I wish I could say I had been a closet nudist all of my life, but the truth is the exact opposite. I don’t remember being nude around any of my six siblings or my parents after the age of 5 or 6 when my mother would give my sister and I a bath together. I grew up with a lot of shame and insecurity, which centered around my physical body, as I got older. I spent 20 years on the diet circuit, trying to look like society’s idea of the perfect female. I thought, as I’m sure a lot of women do, that if I looked like the models on TV and in magazines I would be happy.
In the summer of 1995 I met someone who became a very good friend. He was also a nudist. The very idea of anyone living that kind of lifestyle I found shocking, although I tried not to show it. Shortly after we met, he invited me and some other friends to a barbeque at a local clothing-optional park where he was living. I thought, “Oh well, no guts no glory” – since it was clothing “optional” I figured I could handle this. When I arrived at the park I was so nervous and scared I was almost in tears. After I had calmed down enough to look around I saw lots of nude people enjoying themselves in the rare Pacific Northwest sunshine. They didn’t seem to notice my unease. What I found particularly odd were the children and teenagers running around, having fun, nude. I thought how wonderful it was for them to grow up unashamed of their bodies, not like me, who had known nothing but shame for most of my life. Those kids that day gave me the courage to give this lifestyle a try.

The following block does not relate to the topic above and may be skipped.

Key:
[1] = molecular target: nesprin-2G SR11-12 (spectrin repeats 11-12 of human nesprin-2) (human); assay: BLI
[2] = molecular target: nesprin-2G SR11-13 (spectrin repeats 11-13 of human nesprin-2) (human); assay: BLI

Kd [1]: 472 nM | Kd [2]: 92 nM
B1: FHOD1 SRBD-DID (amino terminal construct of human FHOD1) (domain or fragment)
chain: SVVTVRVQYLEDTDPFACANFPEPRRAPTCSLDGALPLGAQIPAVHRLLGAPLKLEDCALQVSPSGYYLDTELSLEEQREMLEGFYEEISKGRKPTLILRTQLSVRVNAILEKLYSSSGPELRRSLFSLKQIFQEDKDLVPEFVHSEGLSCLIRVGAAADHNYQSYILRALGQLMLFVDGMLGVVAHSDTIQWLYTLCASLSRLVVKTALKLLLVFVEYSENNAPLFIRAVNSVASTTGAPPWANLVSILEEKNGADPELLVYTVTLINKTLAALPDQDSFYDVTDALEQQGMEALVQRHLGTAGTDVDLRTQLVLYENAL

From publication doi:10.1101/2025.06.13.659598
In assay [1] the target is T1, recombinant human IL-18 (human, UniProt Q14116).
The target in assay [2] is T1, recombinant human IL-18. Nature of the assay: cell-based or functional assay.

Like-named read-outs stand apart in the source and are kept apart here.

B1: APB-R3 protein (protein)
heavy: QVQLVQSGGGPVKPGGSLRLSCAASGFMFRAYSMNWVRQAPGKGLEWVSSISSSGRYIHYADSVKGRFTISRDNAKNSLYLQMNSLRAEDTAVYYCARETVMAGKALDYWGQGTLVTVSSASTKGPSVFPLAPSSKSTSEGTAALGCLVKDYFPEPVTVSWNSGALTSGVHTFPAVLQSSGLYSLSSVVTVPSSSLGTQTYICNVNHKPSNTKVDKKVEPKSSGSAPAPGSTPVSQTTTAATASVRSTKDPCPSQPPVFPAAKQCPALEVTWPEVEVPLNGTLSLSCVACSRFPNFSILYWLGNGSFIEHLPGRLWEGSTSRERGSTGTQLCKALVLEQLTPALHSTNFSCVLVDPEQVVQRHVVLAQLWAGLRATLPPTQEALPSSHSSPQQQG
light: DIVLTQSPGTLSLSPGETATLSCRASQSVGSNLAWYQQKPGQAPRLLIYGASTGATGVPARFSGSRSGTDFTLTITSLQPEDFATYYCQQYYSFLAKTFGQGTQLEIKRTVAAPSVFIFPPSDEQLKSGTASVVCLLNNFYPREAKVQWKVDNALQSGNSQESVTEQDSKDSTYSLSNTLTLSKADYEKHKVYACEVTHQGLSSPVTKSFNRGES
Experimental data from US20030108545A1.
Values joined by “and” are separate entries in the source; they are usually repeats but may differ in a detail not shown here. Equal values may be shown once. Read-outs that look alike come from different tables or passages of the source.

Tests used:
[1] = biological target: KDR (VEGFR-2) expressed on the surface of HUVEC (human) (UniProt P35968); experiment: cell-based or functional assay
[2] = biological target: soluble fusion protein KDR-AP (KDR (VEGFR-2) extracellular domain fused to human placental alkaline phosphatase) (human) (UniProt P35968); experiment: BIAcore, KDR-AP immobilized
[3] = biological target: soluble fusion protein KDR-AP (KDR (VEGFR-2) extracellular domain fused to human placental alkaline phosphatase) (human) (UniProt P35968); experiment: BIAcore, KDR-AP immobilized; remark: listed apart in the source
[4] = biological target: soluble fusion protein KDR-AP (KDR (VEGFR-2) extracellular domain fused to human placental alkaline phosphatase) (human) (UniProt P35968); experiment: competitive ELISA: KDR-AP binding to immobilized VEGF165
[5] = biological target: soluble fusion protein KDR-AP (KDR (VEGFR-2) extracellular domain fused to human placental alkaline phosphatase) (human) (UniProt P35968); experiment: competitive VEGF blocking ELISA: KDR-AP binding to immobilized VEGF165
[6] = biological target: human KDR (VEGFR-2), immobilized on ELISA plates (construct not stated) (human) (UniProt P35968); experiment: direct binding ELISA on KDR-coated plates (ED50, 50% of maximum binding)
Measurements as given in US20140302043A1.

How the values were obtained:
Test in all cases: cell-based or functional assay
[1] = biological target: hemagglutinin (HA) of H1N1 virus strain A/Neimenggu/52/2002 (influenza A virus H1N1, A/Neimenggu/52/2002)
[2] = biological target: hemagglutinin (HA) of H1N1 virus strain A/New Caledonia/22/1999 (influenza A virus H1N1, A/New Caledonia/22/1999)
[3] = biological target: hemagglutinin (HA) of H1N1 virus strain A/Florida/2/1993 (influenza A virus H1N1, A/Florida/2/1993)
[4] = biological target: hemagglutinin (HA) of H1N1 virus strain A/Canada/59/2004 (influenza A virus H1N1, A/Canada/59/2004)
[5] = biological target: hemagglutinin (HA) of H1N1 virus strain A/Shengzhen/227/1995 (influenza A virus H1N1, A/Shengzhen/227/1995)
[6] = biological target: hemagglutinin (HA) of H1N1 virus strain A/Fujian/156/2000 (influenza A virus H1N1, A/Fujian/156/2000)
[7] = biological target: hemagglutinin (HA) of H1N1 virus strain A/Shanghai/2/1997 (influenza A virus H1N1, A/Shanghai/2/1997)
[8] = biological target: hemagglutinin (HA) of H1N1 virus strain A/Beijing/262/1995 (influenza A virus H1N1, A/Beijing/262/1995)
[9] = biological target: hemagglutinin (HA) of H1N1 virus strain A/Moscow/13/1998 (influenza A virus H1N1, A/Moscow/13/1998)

Well, my life hasn’t been the same since. My second day on the tanning lawn saw me nude on the lounge chair. Swimming nude is indescribable. That summer, parts of my body saw and felt sunshine for the first time in almost 40 years. The other people I met at this park were warm, kind and sincere. They looked me in the eyes when we spoke. I didn’t feel judged or compared. I felt safe for the first time in my life.
I’ve learned a lot since that day in 1995. The sense of freedom being a nudist has given me has allowed me to learn acceptance of others and myself. Now when I meet someone I don’t base my opinion of them on their shape, size or how many piercings they have. I’ll never look like the models on TV or in magazines, but I don’t want to anymore. I like myself today. I will change, or not, because I want to, not because I’ve been influenced by the media to look thinner, younger or prettier by buying the products advertised. I can’t imagine going back to wearing clothes 24 hours a day. I believe that being a nudist has helped me become a better person.